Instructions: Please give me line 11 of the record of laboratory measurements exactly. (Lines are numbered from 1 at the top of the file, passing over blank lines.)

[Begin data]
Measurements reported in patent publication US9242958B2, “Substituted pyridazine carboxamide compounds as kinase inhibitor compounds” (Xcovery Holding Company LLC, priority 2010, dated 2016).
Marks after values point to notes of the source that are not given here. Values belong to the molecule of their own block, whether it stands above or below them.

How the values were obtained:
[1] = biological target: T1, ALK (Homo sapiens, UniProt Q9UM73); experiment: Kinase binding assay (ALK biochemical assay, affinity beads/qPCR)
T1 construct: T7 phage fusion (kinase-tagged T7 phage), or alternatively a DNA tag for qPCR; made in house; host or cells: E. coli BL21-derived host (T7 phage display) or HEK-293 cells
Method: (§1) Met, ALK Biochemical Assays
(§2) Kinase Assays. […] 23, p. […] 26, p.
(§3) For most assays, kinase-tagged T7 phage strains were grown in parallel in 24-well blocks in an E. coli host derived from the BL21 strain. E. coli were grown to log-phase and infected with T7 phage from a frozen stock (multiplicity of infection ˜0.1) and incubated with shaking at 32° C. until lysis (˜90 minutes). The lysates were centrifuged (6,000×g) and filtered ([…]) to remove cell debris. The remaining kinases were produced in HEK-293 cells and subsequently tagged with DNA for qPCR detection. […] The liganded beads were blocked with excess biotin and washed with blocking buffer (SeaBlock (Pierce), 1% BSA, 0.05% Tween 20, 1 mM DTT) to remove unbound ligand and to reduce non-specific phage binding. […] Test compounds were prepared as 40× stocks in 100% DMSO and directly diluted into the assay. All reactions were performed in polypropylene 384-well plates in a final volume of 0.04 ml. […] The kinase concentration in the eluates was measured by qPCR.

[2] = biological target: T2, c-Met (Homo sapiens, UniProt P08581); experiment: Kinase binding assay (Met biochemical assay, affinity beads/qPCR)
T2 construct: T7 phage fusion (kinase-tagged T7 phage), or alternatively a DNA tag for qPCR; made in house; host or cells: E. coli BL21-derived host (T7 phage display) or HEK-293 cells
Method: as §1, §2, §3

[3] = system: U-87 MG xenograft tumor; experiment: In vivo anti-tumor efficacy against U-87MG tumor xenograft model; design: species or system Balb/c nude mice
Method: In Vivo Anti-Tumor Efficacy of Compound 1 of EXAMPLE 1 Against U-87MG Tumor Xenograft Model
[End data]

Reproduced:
Method: as §1, §2, §3